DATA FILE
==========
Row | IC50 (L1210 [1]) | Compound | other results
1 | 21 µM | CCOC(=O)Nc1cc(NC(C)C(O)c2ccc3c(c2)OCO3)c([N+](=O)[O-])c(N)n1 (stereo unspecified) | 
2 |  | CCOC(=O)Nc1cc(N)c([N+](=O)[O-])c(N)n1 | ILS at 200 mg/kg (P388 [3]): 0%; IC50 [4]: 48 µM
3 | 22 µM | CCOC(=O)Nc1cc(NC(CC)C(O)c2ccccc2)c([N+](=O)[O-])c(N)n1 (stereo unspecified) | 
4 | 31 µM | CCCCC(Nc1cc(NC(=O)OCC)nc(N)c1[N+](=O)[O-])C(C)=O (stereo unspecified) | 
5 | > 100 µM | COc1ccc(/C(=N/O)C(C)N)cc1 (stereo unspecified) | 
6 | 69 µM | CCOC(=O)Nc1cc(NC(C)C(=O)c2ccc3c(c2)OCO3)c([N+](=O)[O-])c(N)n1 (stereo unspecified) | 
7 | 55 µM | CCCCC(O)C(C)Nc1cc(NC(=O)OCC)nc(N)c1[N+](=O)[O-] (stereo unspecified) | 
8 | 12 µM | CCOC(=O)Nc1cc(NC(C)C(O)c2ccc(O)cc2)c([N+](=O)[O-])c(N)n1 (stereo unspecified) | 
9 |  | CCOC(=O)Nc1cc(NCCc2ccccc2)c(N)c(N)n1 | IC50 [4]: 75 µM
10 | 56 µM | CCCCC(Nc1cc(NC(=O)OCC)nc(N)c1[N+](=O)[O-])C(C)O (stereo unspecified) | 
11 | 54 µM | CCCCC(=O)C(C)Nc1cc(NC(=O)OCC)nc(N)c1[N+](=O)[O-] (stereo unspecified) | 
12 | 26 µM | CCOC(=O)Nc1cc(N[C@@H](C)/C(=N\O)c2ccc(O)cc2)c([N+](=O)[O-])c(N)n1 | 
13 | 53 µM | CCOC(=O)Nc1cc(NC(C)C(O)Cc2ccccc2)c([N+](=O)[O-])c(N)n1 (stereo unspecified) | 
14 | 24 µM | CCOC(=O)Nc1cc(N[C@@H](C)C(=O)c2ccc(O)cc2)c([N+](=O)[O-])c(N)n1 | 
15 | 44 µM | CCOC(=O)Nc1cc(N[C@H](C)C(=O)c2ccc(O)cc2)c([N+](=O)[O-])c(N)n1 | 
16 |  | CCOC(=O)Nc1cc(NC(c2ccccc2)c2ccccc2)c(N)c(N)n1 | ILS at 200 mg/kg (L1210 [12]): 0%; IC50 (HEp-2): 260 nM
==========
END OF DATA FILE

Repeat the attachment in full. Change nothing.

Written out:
Row | IC50 (L1210 [1]) | Compound | other results
1 | 21 µM | CCOC(=O)Nc1cc(NC(C)C(O)c2ccc3c(c2)OCO3)c([N+](=O)[O-])c(N)n1 (stereo unspecified) | 
2 |  | CCOC(=O)Nc1cc(N)c([N+](=O)[O-])c(N)n1 | ILS at 200 mg/kg (P388 [3]): 0%; IC50 [4]: 48 µM
3 | 22 µM | CCOC(=O)Nc1cc(NC(CC)C(O)c2ccccc2)c([N+](=O)[O-])c(N)n1 (stereo unspecified) | 
4 | 31 µM | CCCCC(Nc1cc(NC(=O)OCC)nc(N)c1[N+](=O)[O-])C(C)=O (stereo unspecified) | 
5 | > 100 µM | COc1ccc(/C(=N/O)C(C)N)cc1 (stereo unspecified) | 
6 | 69 µM | CCOC(=O)Nc1cc(NC(C)C(=O)c2ccc3c(c2)OCO3)c([N+](=O)[O-])c(N)n1 (stereo unspecified) | 
7 | 55 µM | CCCCC(O)C(C)Nc1cc(NC(=O)OCC)nc(N)c1[N+](=O)[O-] (stereo unspecified) | 
8 | 12 µM | CCOC(=O)Nc1cc(NC(C)C(O)c2ccc(O)cc2)c([N+](=O)[O-])c(N)n1 (stereo unspecified) | 
9 |  | CCOC(=O)Nc1cc(NCCc2ccccc2)c(N)c(N)n1 | IC50 [4]: 75 µM
10 | 56 µM | CCCCC(Nc1cc(NC(=O)OCC)nc(N)c1[N+](=O)[O-])C(C)O (stereo unspecified) | 
11 | 54 µM | CCCCC(=O)C(C)Nc1cc(NC(=O)OCC)nc(N)c1[N+](=O)[O-] (stereo unspecified) | 
12 | 26 µM | CCOC(=O)Nc1cc(N[C@@H](C)/C(=N\O)c2ccc(O)cc2)c([N+](=O)[O-])c(N)n1 | 
13 | 53 µM | CCOC(=O)Nc1cc(NC(C)C(O)Cc2ccccc2)c([N+](=O)[O-])c(N)n1 (stereo unspecified) | 
14 | 24 µM | CCOC(=O)Nc1cc(N[C@@H](C)C(=O)c2ccc(O)cc2)c([N+](=O)[O-])c(N)n1 | 
15 | 44 µM | CCOC(=O)Nc1cc(N[C@H](C)C(=O)c2ccc(O)cc2)c([N+](=O)[O-])c(N)n1 | 
16 |  | CCOC(=O)Nc1cc(NC(c2ccccc2)c2ccccc2)c(N)c(N)n1 | ILS at 200 mg/kg (L1210 [12]): 0%; IC50 (HEp-2): 260 nM